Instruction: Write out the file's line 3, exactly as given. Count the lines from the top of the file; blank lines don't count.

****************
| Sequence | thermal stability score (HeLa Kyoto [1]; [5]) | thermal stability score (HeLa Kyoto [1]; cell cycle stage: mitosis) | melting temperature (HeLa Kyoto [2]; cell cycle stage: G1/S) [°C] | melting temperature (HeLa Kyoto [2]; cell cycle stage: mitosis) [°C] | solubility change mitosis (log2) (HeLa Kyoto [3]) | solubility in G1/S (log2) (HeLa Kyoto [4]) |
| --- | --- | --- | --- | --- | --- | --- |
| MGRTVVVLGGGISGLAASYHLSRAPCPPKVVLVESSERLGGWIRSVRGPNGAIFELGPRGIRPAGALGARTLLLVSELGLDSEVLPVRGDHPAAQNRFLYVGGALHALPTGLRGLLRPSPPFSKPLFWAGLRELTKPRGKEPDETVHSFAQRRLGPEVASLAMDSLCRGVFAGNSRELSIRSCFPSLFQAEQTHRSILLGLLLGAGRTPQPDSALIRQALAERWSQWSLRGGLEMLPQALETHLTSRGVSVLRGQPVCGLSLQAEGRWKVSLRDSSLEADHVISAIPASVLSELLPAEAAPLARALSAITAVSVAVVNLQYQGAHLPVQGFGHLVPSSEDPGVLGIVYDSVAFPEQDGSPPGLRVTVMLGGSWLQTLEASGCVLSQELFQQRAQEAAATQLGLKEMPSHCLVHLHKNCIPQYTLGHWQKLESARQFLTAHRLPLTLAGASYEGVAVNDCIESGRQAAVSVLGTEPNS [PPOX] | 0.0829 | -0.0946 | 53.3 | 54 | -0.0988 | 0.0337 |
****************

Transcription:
| MGRTVVVLGGGISGLAASYHLSRAPCPPKVVLVESSERLGGWIRSVRGPNGAIFELGPRGIRPAGALGARTLLLVSELGLDSEVLPVRGDHPAAQNRFLYVGGALHALPTGLRGLLRPSPPFSKPLFWAGLRELTKPRGKEPDETVHSFAQRRLGPEVASLAMDSLCRGVFAGNSRELSIRSCFPSLFQAEQTHRSILLGLLLGAGRTPQPDSALIRQALAERWSQWSLRGGLEMLPQALETHLTSRGVSVLRGQPVCGLSLQAEGRWKVSLRDSSLEADHVISAIPASVLSELLPAEAAPLARALSAITAVSVAVVNLQYQGAHLPVQGFGHLVPSSEDPGVLGIVYDSVAFPEQDGSPPGLRVTVMLGGSWLQTLEASGCVLSQELFQQRAQEAAATQLGLKEMPSHCLVHLHKNCIPQYTLGHWQKLESARQFLTAHRLPLTLAGASYEGVAVNDCIESGRQAAVSVLGTEPNS [PPOX] | 0.0829 | -0.0946 | 53.3 | 54 | -0.0988 | 0.0337 |